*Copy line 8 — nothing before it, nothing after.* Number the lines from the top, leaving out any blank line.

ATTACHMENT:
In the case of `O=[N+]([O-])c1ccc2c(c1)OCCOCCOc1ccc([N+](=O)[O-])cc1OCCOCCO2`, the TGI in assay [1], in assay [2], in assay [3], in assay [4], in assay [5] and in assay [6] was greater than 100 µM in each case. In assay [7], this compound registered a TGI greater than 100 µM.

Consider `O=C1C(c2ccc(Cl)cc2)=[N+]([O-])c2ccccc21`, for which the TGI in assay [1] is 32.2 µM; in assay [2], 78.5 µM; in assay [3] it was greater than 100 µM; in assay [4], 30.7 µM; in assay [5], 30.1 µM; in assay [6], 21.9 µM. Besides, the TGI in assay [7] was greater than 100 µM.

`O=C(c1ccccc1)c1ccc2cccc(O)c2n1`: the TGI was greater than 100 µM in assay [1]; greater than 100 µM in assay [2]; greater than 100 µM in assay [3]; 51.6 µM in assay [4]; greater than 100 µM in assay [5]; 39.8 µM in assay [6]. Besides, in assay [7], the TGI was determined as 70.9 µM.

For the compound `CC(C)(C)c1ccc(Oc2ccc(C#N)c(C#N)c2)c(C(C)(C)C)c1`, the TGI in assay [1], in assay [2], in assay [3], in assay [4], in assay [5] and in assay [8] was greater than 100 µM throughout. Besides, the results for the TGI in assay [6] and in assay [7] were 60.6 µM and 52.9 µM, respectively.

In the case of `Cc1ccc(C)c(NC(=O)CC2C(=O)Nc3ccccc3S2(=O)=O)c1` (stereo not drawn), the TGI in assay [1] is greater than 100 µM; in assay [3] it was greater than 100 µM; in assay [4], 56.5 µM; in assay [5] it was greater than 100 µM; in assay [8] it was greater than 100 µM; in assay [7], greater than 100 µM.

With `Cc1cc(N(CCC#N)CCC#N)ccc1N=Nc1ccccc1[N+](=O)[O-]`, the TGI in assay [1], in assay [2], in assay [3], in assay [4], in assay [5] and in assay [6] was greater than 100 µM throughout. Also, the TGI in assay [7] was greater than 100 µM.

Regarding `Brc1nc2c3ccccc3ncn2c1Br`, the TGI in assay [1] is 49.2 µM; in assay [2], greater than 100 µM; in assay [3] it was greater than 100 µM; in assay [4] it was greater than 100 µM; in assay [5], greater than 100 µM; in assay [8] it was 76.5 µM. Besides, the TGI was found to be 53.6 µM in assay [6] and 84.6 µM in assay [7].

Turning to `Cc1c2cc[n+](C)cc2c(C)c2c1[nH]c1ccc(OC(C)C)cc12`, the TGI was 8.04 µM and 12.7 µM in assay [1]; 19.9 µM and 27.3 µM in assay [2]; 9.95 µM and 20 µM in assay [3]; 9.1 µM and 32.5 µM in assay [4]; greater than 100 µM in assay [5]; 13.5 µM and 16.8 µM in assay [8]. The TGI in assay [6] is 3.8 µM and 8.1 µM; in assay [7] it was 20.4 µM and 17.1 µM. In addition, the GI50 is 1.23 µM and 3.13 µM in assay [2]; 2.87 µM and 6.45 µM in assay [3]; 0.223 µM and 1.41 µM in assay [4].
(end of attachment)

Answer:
Turning to `Cc1c2cc[n+](C)cc2c(C)c2c1[nH]c1ccc(OC(C)C)cc12`, the TGI was 8.04 µM and 12.7 µM in assay [1]; 19.9 µM and 27.3 µM in assay [2]; 9.95 µM and 20 µM in assay [3]; 9.1 µM and 32.5 µM in assay [4]; greater than 100 µM in assay [5]; 13.5 µM and 16.8 µM in assay [8]. The TGI in assay [6] is 3.8 µM and 8.1 µM; in assay [7] it was 20.4 µM and 17.1 µM. In addition, the GI50 is 1.23 µM and 3.13 µM in assay [2]; 2.87 µM and 6.45 µM in assay [3]; 0.223 µM and 1.41 µM in assay [4].